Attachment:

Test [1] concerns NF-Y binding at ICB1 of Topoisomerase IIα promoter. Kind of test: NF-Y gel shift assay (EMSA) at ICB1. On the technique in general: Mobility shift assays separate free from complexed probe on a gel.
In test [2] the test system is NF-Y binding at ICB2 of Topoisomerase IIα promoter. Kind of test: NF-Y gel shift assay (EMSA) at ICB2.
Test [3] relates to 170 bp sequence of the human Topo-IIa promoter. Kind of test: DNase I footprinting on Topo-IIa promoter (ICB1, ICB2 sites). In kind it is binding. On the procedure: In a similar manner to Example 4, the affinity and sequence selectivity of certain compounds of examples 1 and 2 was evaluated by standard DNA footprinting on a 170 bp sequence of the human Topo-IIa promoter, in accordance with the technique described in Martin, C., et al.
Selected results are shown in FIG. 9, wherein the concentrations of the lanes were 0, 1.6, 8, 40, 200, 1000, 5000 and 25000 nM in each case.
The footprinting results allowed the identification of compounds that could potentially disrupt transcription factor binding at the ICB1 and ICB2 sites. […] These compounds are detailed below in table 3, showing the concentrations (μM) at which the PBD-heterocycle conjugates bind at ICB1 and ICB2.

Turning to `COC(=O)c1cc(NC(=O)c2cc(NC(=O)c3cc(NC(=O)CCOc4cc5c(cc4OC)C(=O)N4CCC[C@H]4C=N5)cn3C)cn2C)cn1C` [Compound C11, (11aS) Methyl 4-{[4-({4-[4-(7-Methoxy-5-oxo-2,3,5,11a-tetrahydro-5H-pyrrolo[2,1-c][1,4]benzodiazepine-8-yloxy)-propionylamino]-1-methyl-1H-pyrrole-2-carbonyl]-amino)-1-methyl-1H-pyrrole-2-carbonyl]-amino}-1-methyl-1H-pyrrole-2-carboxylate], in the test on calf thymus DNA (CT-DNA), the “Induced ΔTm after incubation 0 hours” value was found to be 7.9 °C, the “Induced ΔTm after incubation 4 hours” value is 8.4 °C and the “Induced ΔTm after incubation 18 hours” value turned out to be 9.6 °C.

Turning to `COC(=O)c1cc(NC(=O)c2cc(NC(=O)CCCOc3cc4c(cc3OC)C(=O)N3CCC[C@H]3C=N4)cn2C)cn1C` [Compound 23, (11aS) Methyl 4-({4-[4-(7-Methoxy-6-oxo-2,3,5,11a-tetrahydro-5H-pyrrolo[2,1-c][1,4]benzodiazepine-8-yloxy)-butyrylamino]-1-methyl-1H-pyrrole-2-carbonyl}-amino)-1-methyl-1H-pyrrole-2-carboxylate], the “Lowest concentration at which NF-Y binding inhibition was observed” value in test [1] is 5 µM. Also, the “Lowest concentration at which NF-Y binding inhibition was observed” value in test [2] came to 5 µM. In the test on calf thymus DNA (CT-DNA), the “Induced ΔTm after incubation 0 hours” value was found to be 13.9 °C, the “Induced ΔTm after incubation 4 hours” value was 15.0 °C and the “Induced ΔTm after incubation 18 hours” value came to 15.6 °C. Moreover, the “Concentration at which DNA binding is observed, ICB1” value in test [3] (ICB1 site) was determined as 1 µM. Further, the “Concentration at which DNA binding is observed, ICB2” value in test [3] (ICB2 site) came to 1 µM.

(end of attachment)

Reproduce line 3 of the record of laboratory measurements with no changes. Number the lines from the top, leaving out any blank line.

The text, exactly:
Test [3] relates to 170 bp sequence of the human Topo-IIa promoter. Kind of test: DNase I footprinting on Topo-IIa promoter (ICB1, ICB2 sites). In kind it is binding. On the procedure: In a similar manner to Example 4, the affinity and sequence selectivity of certain compounds of examples 1 and 2 was evaluated by standard DNA footprinting on a 170 bp sequence of the human Topo-IIa promoter, in accordance with the technique described in Martin, C., et al.